Some of the damages that may be able to be recovered in a wrongful death case include expenses related to the death, loss of earnings the person would have provided their family, loss of benefits they would have received, and possibly punitive damages.
Who Can File a Wrongful Death Claim?
Like all other US states, Missouri has specific laws about who can file a wrongful death lawsuit in civil court. The individuals who are the first in line to bring a claim to court include:
- The spouse of the deceased person
- The children or grandchildren of the deceased person
- The parents of the deceased person. This is the most common situation if the claim involves the death of a child.
If a deceased individual has no living spouse, parents, children, or grandchildren, a sibling may bring the case to court. If there are no siblings, the “personal representative” of the deceased person’s estate will be allowed to file the claim.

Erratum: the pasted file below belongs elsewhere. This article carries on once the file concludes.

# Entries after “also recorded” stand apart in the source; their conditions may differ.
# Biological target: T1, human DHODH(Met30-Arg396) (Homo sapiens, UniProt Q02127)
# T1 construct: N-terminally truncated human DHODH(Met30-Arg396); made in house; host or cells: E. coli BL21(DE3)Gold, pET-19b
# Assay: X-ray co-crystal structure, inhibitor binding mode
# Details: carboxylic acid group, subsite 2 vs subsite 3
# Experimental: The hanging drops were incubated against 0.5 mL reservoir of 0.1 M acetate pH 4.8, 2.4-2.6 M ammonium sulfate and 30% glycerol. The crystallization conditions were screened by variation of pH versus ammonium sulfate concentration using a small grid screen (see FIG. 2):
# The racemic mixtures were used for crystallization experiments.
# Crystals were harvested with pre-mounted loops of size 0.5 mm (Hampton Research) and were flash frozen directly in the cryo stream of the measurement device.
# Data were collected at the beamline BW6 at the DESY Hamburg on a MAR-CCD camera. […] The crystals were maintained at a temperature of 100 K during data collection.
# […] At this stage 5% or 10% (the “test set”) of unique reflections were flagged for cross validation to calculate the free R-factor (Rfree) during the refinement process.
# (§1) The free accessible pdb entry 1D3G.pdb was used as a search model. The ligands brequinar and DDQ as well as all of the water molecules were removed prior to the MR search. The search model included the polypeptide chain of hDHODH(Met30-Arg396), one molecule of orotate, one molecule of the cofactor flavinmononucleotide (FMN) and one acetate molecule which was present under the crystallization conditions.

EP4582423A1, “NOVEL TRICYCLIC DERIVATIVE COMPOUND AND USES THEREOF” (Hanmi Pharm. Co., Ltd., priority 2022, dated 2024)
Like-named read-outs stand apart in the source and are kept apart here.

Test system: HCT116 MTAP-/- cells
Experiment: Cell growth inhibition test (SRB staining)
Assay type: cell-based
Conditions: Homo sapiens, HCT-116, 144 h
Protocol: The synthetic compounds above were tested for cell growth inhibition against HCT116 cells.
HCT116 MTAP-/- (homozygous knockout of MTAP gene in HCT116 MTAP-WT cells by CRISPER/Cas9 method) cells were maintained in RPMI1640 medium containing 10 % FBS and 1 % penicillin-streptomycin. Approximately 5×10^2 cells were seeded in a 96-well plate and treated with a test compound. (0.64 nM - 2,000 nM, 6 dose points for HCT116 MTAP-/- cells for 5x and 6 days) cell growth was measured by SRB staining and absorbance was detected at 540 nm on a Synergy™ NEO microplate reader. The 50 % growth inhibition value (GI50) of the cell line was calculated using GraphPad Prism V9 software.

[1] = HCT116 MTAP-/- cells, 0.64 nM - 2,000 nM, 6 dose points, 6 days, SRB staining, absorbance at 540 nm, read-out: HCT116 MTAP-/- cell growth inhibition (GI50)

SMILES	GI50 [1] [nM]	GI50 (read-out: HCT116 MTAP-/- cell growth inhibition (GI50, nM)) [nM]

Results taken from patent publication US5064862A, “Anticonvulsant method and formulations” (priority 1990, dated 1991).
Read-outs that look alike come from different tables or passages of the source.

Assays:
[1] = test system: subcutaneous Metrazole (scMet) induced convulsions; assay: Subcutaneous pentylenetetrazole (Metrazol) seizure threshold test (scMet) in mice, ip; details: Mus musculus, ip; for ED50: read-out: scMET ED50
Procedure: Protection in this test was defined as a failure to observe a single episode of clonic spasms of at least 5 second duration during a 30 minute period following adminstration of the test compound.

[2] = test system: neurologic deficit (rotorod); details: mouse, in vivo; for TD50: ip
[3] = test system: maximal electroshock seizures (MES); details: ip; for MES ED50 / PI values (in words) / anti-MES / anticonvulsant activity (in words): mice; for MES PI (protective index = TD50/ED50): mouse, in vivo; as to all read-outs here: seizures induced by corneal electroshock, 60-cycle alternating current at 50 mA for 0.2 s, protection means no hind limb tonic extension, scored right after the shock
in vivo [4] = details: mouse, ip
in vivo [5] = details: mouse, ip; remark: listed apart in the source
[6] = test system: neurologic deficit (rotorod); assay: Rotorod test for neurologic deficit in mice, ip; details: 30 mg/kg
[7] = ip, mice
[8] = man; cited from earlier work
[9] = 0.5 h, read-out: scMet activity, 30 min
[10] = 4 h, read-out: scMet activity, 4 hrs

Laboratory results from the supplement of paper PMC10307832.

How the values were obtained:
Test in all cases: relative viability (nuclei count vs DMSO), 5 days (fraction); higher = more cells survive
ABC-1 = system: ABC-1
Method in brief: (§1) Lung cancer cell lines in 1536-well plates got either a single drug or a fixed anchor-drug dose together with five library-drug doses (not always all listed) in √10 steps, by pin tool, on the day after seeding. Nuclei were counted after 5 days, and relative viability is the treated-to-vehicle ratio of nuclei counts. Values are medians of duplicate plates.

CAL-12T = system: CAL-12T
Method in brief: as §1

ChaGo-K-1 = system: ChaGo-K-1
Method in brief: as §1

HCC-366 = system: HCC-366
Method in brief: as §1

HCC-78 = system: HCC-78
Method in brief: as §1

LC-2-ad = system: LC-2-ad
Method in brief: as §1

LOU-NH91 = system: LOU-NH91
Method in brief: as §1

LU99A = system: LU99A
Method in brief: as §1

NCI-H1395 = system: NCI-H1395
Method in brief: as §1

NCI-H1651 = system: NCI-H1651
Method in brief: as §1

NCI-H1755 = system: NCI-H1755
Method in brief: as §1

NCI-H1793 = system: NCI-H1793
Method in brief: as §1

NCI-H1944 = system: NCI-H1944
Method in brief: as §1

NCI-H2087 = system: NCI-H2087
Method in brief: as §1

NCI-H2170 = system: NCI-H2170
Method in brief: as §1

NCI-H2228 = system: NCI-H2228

Finally, a “plaintiff ad litem” can be appointed by the court if none of the above situations apply. This person may pursue the case as requested by a person who is “entitled to share in the proceeds” of a wrongful death claim. For example, this could be a cousin or other extended familial relative named in the will of the deceased but may not be able to bring a claim to court under Missouri law.
What Damages Can Be Recovered in a Wrongful Death Suit?
The purpose of a wrongful death claim is to obtain financial compensation for the losses incurred due to someone’s death. A few different factors affect the damages that you and your family can recover if you file a wrongful death suit after a car accident.
Generally, the following damages can often be recovered: